Projet de recherche doctoral numero :6269

Description

Date depot: 5 septembre 2019
Titre: Reliable and functionally safe Artificial Intelligence hardware
Directeur de thèse: Haralampos STRATIGOPOULOS (LIP6)
Domaine scientifique: Sciences et technologies de l'information et de la communication
Thématique CNRS : Non defini

Resumé: Typically artificial intelligence (AI) algorithms run in software on general-purpose central processing units (CPUs) or on giant servers in the cloud using clusters of CPUs. Due to concerns of latency, network bandwidth, and privacy, there now exists a trend to push AI from cloud to edge, where computation is largely or completely performed on distributed Internet-of-Things (IoT) devices. However, a CPU is too large to fit inside an IoT device and it needs far more power than a device battery can provide. Therefore, customized AI hardware, implemented with very large-scale integration (VLSI) circuits technology, is required that offers small form factor and energy efficiency. In addition, AI hardware is expected to serve as hardware accelerator allowing real-time learning and inference. AI hardware will play a crucial role in many applications, including IoT networks and autonomous vehicles. With the foreseen industrialization and high-volume production of AI hardware, designing reliable and functionally safe AI hardware is an emerging topic that is largely unexplored. AI hardware, as any other VLSI circuit, is subject to errors occurring during manufacturing, as well as to failures occurring in the field of operation due to ageing and wear-and-tear provoked by environmental stress. Even if only a small part of the AI hardware is faulty, this can have a serious deterioration in the learning capacity despite the existing modularity and high parallelism. In this thesis, we envision developing built-in self-test (BIST) methodologies that equip the AI hardware with the capability to identify and neutralize faulty synapses and neurons. This in turn will enable a faster and more robust learning, and will guarantee the demanded reliability and functional safety requirements. We envision developing versatile BIST circuitry that looks solely at the hardware independently of the cognitive task and data being processed. We will develop and validate by simulation BIST methodologies for three different artificial neural network (ANN) architectures, namely a convolutional neural network (CNN) architecture for deep learning, a spiking ANN architecture, and a RRAM-based ANN architecture using memristor crossbars. By the end of the thesis, we plan to design, fabricate, and demonstrate a hardware ANN with BIST capabilities.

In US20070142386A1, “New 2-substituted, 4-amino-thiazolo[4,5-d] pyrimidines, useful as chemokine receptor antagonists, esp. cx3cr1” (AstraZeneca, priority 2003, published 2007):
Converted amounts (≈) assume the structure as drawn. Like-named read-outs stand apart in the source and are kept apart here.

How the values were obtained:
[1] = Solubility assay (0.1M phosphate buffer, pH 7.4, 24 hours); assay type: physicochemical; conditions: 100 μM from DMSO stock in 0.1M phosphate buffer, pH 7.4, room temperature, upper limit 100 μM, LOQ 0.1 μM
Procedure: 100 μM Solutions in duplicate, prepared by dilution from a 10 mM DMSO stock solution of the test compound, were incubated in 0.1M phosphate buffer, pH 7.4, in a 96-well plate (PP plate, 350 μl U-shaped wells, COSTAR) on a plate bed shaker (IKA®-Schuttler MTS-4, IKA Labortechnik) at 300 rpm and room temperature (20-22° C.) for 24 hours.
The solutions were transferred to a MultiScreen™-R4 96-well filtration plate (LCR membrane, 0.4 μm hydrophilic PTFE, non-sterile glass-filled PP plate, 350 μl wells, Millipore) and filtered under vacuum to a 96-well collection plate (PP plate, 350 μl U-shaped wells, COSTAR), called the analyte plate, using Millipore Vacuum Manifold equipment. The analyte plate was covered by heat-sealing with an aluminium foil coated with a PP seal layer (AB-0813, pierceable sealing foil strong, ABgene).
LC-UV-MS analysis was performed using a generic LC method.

Doctorant.e: Spyrou Theofilos